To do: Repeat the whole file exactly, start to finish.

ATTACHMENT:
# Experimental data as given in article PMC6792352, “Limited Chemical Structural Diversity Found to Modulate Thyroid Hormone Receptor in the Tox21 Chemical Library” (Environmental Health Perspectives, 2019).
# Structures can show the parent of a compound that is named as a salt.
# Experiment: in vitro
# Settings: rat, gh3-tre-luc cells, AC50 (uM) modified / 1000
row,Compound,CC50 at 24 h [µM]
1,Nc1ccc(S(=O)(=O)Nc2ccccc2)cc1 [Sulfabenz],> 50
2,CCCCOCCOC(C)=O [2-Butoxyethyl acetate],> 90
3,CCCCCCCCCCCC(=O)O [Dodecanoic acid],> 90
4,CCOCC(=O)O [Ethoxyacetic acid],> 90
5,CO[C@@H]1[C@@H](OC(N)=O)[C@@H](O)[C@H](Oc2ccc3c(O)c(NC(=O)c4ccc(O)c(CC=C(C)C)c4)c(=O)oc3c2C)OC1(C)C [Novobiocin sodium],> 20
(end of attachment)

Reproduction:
# Experimental data as given in article PMC6792352, “Limited Chemical Structural Diversity Found to Modulate Thyroid Hormone Receptor in the Tox21 Chemical Library” (Environmental Health Perspectives, 2019).
# Structures can show the parent of a compound that is named as a salt.
# Experiment: in vitro
# Settings: rat, gh3-tre-luc cells, AC50 (uM) modified / 1000
row,Compound,CC50 at 24 h [µM]
1,Nc1ccc(S(=O)(=O)Nc2ccccc2)cc1 [Sulfabenz],> 50
2,CCCCOCCOC(C)=O [2-Butoxyethyl acetate],> 90
3,CCCCCCCCCCCC(=O)O [Dodecanoic acid],> 90
4,CCOCC(=O)O [Ethoxyacetic acid],> 90
5,CO[C@@H]1[C@@H](OC(N)=O)[C@@H](O)[C@H](Oc2ccc3c(O)c(NC(=O)c4ccc(O)c(CC=C(C)C)c4)c(=O)oc3c2C)OC1(C)C [Novobiocin sodium],> 20